Last Updated Jun 8, 2017 10:14 PM EDT
OAKLAND, Calif. -- Families of some of the dozens of peopleattended a court hearing Thursday to catch a glimpse of the man charged with 36 counts of involuntary manslaughter.
Four people wearing buttons with pictures of victims strained to see suspect Derick Almena during his five-minute appearance after they were ushered into the courtroom through a private hallway by victim advocates.
Outside court, the parents of 20-year-old Michela Gregory told reporters that they wanted to see if Almena registered any remorse.
"I just wanted to see his face," David Gregory said.
However, he said the families' view was obstructed and they were unable to get a good look at the suspect.
Almena, 47, had been expected to enter a plea in Alameda County Superior Court, but his attorney asked for his arraignment to be rescheduled.
Almena appeared in the Alameda County Superior courtroom dressed in an orange jumpsuit, CBS San Francisco reports. He did not speak in court and cameras weren't allowed in the courtroom.
Almena was ordered back to court June 15 when his co-defendant Max Harris, 27, in the case is expected to make his first appearance before a judge.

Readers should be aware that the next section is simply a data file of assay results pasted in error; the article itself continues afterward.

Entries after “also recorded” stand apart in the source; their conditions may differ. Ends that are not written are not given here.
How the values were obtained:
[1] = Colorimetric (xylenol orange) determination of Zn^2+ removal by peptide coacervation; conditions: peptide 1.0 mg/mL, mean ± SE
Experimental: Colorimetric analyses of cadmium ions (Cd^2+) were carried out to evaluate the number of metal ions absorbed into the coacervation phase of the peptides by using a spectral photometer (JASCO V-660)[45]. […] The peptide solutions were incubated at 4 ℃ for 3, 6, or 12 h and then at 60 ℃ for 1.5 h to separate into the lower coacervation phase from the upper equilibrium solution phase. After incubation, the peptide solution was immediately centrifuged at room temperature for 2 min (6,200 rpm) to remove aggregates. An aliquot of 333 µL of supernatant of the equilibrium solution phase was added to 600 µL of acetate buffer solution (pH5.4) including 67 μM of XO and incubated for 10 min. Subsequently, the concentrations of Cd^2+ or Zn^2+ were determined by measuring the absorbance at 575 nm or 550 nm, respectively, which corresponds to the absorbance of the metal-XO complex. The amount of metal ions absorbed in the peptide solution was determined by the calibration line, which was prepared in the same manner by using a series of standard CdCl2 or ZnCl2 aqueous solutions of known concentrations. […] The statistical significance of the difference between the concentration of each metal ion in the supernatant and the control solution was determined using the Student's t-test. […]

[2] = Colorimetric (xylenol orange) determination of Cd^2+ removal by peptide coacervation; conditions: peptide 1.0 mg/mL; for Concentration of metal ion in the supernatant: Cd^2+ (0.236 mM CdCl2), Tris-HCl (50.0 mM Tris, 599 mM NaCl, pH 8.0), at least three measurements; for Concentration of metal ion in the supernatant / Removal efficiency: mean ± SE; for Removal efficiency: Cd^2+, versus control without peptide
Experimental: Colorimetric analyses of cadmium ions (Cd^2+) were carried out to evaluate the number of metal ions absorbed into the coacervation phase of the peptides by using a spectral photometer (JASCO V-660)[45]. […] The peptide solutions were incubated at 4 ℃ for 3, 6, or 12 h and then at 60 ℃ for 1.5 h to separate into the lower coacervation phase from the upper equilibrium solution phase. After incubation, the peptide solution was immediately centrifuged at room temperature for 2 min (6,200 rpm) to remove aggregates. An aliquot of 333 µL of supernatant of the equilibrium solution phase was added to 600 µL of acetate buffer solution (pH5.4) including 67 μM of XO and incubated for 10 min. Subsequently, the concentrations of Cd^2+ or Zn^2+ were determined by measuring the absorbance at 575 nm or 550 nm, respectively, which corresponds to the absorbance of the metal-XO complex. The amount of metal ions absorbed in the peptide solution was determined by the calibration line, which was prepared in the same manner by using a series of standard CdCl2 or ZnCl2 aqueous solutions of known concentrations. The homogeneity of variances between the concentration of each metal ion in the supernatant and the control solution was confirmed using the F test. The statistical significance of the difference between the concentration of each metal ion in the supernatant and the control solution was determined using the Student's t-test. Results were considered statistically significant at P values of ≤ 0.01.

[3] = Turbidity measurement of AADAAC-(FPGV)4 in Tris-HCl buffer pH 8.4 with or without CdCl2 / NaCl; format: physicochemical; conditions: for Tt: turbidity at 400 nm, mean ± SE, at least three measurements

Meanwhile, the Alameda County Sheriff's office tweeted late Thursday that Harris was booked into Santa Rita jail in Dublin, Calif., on the same charges as Almena.
Almena and Harris were arrested Monday after a six-month investigation of theat the building known as the Ghost Ship.
As part of the involuntary manslaughter counts, they are accused of illegally converting the warehouse into living and party space.
Almena leased the building and Harris helped him sublet space to tenants and promoters, even though the warehouse was not licensed for housing or entertainment, prosecutors said.
They said the site was cluttered with highly flammable material and the suspects failed to provide adequate fire safety systems.
Almena's attorney Jeffrey Krasnoff said he is being used as a scapegoat in the case and plans to fight the charges.
"This case is one of the more profound tragedies to strike the Bay Area in living memory," Krasnoff said. "Despite the strong emotions, we do not feel the public good will be served by prosecuting our client. This creates a distraction so that the local government doesn't have to address the fundamental issues of housing inequality and fire safety that will continue to be a problem in this community. They have not addressed their failings."
Almena was arrested in nearby Lake County on Monday and charged with creating a deadly firetrap at the warehouse he rented and converted into a party space and housing for financially struggling artists, CBS San Francisco reports.